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5.1.1 Computer memory

Revision Points: (Full course and Short Course)
Candidates are expected to be able to:
  • define the difference between internal memory and backing storage, stating the relative benefits of each in terms of speed and permanence.
  • Candidates should be able to identify the main components of a general purpose computer: main/internal Memory

What is ROM and RAM Internal Memory?

All computers have main/internal memory chips to store programs and data while the computer is running.  There are two types, ROM and RAM.  Accessing data or running software from a memory chip is much faster than from backing storage such as a hard drive.

  • RAM (Random Access Memory) chips are described as volatile, the contents are lost when the computer is switched off.  When a computer is started up, the operating system (i.e. Windows Vista) is copied into the RAM.  Any software that is run (such as a word processor) is also loaded into RAM and run from there.  When a file is loaded (such as a word processor document) that is also loaded into RAM.
  • ROM (Read Only Memory) chips are described as non-volatile, the contents cannot be changed by a program or user and are not lost when the computer is switched off.  They are used to store the programs used to start the hardware running (an example is the BIOS chip which permanently stores the software needed to start a computer's hardware and operating system). 

Both types of memory are referred to as Immediate Access Storage (IAS) because the hardware can access the data so quickly compared to data in backing storage.

Comparing internal memory with backing storage:

Typical memory chips arranged on a 'slot-in' board

  • It is always faster to access data from internal memory than from backing storage.
  • Data stored in internal memory is lost when the computer is turned off but data stored in backing storage is retained.
  • When programs are run or data files are loaded the contents are copied from the backing storage to the internal memory of the computer .
  • Internal memory is much smaller than backing storage. It is far too small to hold all the data/programs that would be on the backing storage of a typical computer.

How memory works:

Programs and data files are stored as binary numbers.  Binary is made up of just 0's or 1's unlike decimal numbers (0-9).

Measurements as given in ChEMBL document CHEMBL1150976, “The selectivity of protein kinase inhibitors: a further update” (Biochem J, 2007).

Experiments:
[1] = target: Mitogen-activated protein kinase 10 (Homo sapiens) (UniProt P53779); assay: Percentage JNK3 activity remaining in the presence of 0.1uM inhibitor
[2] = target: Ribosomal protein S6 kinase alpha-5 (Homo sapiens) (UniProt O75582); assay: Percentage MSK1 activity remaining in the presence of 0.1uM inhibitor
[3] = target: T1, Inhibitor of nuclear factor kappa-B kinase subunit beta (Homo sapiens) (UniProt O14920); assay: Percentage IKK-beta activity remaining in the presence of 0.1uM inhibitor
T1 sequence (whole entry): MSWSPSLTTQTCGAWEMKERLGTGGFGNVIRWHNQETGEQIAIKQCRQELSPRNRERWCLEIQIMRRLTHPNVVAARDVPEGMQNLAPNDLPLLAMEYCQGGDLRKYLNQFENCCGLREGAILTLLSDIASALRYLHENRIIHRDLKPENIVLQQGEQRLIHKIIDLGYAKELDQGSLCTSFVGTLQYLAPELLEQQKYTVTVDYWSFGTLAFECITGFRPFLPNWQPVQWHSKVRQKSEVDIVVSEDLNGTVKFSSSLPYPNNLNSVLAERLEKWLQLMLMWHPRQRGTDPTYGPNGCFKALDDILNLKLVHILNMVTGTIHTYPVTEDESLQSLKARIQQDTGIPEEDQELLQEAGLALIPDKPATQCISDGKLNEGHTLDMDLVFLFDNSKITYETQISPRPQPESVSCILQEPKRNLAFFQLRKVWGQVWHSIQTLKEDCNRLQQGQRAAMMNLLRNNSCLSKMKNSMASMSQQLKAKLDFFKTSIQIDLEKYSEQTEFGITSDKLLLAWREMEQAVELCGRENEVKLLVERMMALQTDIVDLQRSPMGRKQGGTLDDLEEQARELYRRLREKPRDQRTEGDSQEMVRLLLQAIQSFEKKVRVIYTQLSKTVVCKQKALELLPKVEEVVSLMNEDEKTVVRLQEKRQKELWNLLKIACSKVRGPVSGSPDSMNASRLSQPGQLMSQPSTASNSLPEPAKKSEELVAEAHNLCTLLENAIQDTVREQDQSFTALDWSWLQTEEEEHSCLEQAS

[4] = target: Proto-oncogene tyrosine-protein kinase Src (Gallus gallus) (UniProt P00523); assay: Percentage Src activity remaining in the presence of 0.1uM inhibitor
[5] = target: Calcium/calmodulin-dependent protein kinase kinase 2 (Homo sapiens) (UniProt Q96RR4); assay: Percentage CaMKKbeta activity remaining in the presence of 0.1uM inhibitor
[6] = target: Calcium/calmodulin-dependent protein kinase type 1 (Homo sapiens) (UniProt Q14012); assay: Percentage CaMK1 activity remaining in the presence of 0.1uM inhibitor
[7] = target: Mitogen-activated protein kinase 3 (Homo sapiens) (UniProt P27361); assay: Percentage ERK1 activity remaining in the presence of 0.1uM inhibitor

To store the 0's and 1's while the computer is running you need a memory chip. This is made up of millions of tiny electrical switches called transistors. They can store a 0 or a 1 by the 'switch' being either open or closed. This 0 or 1 is the simplest unit of memory and is called a bit (Binary Digit).

Bits are arranged in units of eight to make a byte. One byte can therefore store eight 0's or 1's in 256 different combinations.  (00101011 and 01110110 would be just 2 possible combinations for example).

One byte is a very small amount of memory and it is more usual to refer to kilobytes (KB), megabytes (MB) and gigabytes (GB).

  • 1kB = 1024 bytes (approximately 1 thousand bytes)
  • 1MB = 1024KB (approximately 1 million bytes)
  • 1GB = 1024MB (approximately 1 thousand million bytes)
  • 1KB of memory could store roughly one full A4 page of text.
  • 600 MB (on a CD-ROM) could store roughly the text contents of a 10 volume encyclopaedia.

Encoding Data:

Memory chips can only store binary numbers so other data such as sounds, images or text has to be encoded into binary (digitised).

If you want to store a character from the keyboard the computer gives it a number code made up of eight bits (1 byte). These text codes are the same internationally and are called the ASCII code (American Standard Code for Information Interchange).

The code for the letter a is 01100001 (see below). One byte of memory is therefore used to store the letter 'a' (in code) on a memory chip.

Remember - since computers can only store binary numbers, all computer data has to be in this digital format. Images, sounds, video etc. all have to be digitised before they can be processed by a computer.

How the letter a is stored in 1 byte of computer memory:

  1 BYTE (8 bits of memory)
Contents of each bit =>   0 1 1 0 0 0 0 1

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